Mammogram results in doubt; Hawaii Radiologic Associates notifies thousands about potentially inaccurate scans

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Doctors at the Hilo Women’s Imaging Center, part of Hawaii Radiologic Associates Ltd., are notifying patients of possible inaccuracies in thousands of mammograms as the center completes a re-certification process for its imaging equipment.

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Doctors at the Hilo Women’s Imaging Center, part of Hawaii Radiologic Associates Ltd., are notifying patients of possible inaccuracies in thousands of mammograms as the center completes a re-certification process for its imaging equipment.

Certified letters went out last week informing people of the potential for inaccurate mammograms taken between June 30, 2014, and Aug. 24, 2015, on one of the center’s two machines.

About 12,000 mammograms were performed during that period.

The U.S. Food and Drug Administration ordered mammography operations at the center suspended until the re-certification process is complete, which could take up to two months.

Referring physicians also were notified via letter and, in many cases, in person by radiologist Dr. David Camacho, a partner with Hawaii Radiologic Associates.

“It’s not necessarily that there are (errors), but that there could be,” Camacho said Monday. “We (were) accredited from August 2015 until now … they want us to go back and look at those mammograms … (from) the time that we were having trouble with the one machine.”

The mammography machine in question has since been inspected by the manufacturer and deemed suitable for use, Camacho said.

The FDA retracted the Hilo center’s accreditation after an annual evaluation by the American College of Radiology determined the mammography unit “failed to meet standards,” according to a statement from HRA. Thirty random samples from the 14-month period were used in the evaluation.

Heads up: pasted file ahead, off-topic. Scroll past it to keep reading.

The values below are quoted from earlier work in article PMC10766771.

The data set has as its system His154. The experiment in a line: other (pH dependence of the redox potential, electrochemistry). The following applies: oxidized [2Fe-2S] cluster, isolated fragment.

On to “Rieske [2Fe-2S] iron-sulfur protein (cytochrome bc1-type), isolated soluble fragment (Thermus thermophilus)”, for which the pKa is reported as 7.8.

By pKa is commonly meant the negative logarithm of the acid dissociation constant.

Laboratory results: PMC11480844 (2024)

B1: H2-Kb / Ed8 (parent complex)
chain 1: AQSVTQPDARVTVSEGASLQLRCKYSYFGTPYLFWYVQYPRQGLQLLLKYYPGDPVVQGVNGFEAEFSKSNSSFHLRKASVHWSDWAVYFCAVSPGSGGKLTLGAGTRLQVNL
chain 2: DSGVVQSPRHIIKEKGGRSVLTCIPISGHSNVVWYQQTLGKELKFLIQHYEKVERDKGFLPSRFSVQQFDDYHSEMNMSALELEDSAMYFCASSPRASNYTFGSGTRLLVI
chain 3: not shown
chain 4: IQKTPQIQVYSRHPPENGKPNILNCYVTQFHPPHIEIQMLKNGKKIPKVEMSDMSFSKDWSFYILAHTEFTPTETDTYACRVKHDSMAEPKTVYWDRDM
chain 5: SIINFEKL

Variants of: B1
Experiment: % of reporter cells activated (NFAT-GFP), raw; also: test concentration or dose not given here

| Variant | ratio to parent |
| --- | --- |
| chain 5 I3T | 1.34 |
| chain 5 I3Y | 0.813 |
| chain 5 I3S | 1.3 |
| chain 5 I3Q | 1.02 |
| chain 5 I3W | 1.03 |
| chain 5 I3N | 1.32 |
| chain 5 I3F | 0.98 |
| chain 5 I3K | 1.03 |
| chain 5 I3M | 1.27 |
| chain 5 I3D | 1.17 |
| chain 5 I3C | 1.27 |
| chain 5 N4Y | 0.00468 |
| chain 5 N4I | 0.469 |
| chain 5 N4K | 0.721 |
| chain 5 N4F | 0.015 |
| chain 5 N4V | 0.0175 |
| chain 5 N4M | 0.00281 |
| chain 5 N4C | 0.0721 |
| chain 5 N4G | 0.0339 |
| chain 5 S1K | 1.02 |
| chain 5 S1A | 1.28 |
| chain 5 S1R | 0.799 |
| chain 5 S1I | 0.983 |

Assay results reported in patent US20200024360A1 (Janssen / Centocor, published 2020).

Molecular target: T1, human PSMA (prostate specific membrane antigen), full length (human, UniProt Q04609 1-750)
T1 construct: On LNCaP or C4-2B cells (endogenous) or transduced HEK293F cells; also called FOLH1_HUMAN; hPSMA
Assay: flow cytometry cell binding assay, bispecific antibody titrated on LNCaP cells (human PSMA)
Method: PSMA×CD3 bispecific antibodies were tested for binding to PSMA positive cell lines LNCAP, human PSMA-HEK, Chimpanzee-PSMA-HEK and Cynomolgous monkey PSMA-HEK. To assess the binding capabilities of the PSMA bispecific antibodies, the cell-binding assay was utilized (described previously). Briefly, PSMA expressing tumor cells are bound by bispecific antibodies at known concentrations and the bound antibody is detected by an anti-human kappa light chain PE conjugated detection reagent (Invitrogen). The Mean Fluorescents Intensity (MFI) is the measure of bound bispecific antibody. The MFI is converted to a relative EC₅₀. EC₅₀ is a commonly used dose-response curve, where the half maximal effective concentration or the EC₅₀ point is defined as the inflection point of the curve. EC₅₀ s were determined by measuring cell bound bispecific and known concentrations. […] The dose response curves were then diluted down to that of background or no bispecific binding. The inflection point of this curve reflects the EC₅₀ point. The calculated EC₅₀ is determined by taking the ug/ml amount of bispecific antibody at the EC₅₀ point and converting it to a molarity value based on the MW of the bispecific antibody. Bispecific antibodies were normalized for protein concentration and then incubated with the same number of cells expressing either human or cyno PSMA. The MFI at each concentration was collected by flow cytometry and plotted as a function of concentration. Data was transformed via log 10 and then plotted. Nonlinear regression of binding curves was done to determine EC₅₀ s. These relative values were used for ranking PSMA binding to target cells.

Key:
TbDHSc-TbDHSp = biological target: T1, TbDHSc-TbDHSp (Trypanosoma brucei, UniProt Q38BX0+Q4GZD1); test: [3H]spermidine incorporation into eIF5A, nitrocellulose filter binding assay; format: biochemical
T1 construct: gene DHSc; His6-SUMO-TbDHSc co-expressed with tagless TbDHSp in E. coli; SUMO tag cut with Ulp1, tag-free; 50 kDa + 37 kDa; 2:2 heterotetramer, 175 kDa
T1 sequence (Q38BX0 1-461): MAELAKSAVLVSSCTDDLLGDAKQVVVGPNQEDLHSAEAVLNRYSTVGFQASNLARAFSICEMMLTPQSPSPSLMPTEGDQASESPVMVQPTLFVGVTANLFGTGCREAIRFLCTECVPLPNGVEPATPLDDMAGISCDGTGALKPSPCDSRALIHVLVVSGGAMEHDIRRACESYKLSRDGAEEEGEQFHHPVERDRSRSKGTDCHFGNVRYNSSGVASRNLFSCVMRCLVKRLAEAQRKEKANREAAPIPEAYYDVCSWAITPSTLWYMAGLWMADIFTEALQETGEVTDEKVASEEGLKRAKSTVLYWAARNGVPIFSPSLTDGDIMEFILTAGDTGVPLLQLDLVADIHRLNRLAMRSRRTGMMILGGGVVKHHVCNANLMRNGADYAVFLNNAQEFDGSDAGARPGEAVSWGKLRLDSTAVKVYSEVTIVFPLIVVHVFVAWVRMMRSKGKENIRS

“It could be positioning, or when you take a picture it’s a little blurry because the patient moved,” Camacho said of the potential errors. He said it was unlikely that misdiagnoses or a lack of diagnosis occurred during the time frame in question.

“That could happen, but I would pretty much doubt that would happen because we’re a sensitive mammography center,” Camacho said.

The rest of the department’s imaging equipment — such as magnetic resonance imaging (MRI), CT scans, ultrasounds and X-rays — remains accredited. The Hilo center continues to provide these services.

Patients are being asked to check with their physician to see if a re-test is necessary. If that is the case, a new mammogram will be taken at HRA’s Kona center, which is unaffected by Hilo’s decertification. HRA will cover the cost of the mammogram.

“We’re just covering all of the bases,” Camacho said. “We’ll look at everybody and make sure.”

The center was notified in March of the mammography accreditation loss, the first since it opened in 1972.

Camacho said that because mammograms are an annual exam for women age 40 and older, about half of the patients already have been back for evaluations during a period when the machine’s accreditation was not in question.

“That’s the good news out of all this,” he said. “We’ve already looked at more than half of them already.”

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Hawaii Radiologic Associates created a hotline at 808-769-5646 for patients and physicians with questions.

Email Ivy Ashe at iashe@hawaiitribune-herald.com.

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